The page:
592 new cases heard on CJI’s first day in charge

Updated on Aug 30, 2022 05:00 AM IST

The first working day of the apex court under his leadership witnessed a promising start to that vision.

 (Rashtrapati Bhavan)
(Rashtrapati Bhavan)
By, New Delhi

The first day of new Chief Justice of India (CJI) Uday Umesh Lalit in the Supreme Court saw a record 592 fresh cases being heard amid anticipation that the coming days will witness the resurrection of various high-profile and sensitive cases that have been lying in the judicial closet for a few years.

Addressing some lawyers present in the first court of the country, CJI Lalit on Monday morning said he would put in place by Thursday a new and transparent system of listing urgent cases, adding that the focus of the top court under his leadership will be clearing pendency and hearing the maximum possible number of cases every day.

On Friday last week, speaking at an event to bid adieu to former CJI NV Ramana, justice Lalit laid bare his plans, saying that he will focus on three areas during his 74-day tenure at the helm — transparency in listing of cases, institutionalising mentioning of urgent matters, and setting up Constitution benches.

The first working day of the apex court under his leadership witnessed a promising start to that vision.

Fifteen two-judge benches in the Supreme Court heard at least 60 cases each — almost double the earlier average. Of the 900-odd cases listed on Monday, 592 cases were being heard for the first time after they were filed at different times in the last one year. Many of these new matters were public interest litigations (PILs) touching issues ranging from the Rafale deal to Karnataka’s hijab ban row, and awaited preliminary hearings despite repeated requests.

One of the principal criticisms of former CJI Ramana’s tenure pertained to non-listing of cases, and lack of clarity on how the court registry selected the kind of cases that were listed out of turn. On his last day in office last week, justice Ramana expressed regret at not being able to give due attention to the listing of cases.

On Monday, CJI Lalit began by assuring the lawyers present in his court that all fresh cases will find a place in the advance cause lists and will be listed as soon as possible. He added that a new mechanism, which will be “transparent”, shall streamline the process of mentioning cases by lawyers, who either want urgent hearings or retention of dates already assigned to their cases.

CJI Lalit further said that regular hearing of cases that require substantial hearings will be taken up as a priority between Tuesday and Thursday every week, while new and miscellaneous cases will be heard on these days only in the post-lunch session.

Solicitor general Tushar Mehta and senior counsel Dushyant Dave, on their part, welcomed the new CJI, assuring the support of the bar in making his endeavours successful.

Meanwhile, the list of cases to be heard by the Supreme Court on Tuesday, as released on the court website, threw up an interesting day of business with two Constitution benches and other three-judge benches set to take up some key cases relating to 2002 post-Godhra Gujarat riots, the contempt plea over demolition of Babri Masjid in 1992, a PIL by senior lawyer and former BJP leader Ram Jethmalani (now deceased) for disclosing names of Indians who have stashed black money in foreign bank accounts, and the PILs seeking implementation of the justice Srikrishna Commission report on the 1992-93 Mumbai riots.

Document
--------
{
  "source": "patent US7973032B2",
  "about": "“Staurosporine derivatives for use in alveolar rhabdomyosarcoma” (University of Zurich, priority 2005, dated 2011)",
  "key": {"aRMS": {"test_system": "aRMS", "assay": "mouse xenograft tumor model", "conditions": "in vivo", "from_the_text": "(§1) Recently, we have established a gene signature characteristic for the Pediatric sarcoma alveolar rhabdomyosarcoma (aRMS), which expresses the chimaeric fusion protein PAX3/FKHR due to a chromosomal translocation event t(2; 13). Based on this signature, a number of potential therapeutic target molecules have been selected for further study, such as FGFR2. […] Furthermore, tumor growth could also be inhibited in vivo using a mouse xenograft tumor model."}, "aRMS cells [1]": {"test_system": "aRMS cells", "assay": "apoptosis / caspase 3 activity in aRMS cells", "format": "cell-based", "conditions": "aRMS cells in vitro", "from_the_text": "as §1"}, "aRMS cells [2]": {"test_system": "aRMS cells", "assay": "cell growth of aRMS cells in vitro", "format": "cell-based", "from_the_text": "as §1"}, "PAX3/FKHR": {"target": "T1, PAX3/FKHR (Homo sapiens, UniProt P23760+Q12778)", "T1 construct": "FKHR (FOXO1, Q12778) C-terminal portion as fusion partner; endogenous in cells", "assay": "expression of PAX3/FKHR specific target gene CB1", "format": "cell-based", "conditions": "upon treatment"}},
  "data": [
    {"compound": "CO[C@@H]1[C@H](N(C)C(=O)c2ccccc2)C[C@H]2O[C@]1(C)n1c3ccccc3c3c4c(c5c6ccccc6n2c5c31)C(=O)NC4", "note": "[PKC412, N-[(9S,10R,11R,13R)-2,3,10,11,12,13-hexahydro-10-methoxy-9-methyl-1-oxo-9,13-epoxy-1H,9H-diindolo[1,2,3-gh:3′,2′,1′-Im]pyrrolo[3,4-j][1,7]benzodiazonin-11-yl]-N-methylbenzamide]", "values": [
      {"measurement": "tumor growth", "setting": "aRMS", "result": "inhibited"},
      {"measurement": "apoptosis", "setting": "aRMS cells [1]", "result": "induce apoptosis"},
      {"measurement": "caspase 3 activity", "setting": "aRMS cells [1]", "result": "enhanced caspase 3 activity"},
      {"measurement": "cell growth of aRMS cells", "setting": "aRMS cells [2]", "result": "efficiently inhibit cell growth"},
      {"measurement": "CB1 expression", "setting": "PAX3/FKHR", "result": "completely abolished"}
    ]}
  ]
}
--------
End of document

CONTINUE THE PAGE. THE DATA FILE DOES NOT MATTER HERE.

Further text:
The Constitution benches on Tuesday will be headed by CJI Lalit and justice Indira Banerjee respectively. These five-judge benches will take up cases that include challenges to the validity of Andhra Pradesh’s legislation declaring all members of the Muslim community in the state as part of the “backward classes”, granting of minority status to Sikh students in Punjab, and reservation to the economically weaker section (EWS), among others.

Another interesting case before the Constitution bench seeks an authoritative judgment on whether the number of judges giving an opinion should matter or the strength of the bench should hold the field. For example, when five judges decide an issue unanimously, can this judgment be overruled by a 4-3 majority just because the strength of the latter bench is of seven judges?

While there was no Constitution bench hearing during the entire 16-month tenure of his predecessor justice Ramana, CJI Lalit has started his stint with a stress on prioritising cases that will have far-reaching implications in settling the law, and consequently a deluge of cases awaiting disposal at the top court and in high courts.

As on August 1, a total of 492 Constitution bench matters, involving 53 main cases involving key questions of law and constitutional interpretations, remained pending in the top court.

In an interview with HT earlier this month, justice Lalit acknowledged that Constitution bench cases have taken a back seat in the recent past, and that the top court must untangle the complex questions of law, which by virtue of being unresolved, spark off a spate of litigation at every level and choke the judicial system.

Put in the cold storage after being marked as “sensitive” by the court registry, around 550 new cases have also been directed to be listed before the first six benches of the top court on Monday and Friday, people aware of the matter added.

Senior advocate and president of the Supreme Court Bar Association, Vikas Singh, commended the new CJI over the steps taken to list the matters. “We are happy to note that more than 900 matters have been listed and we are hopeful that very soon, the backlog of matters required to be listed are cleared soon,” Singh wrote in a letter to justice Lalit.

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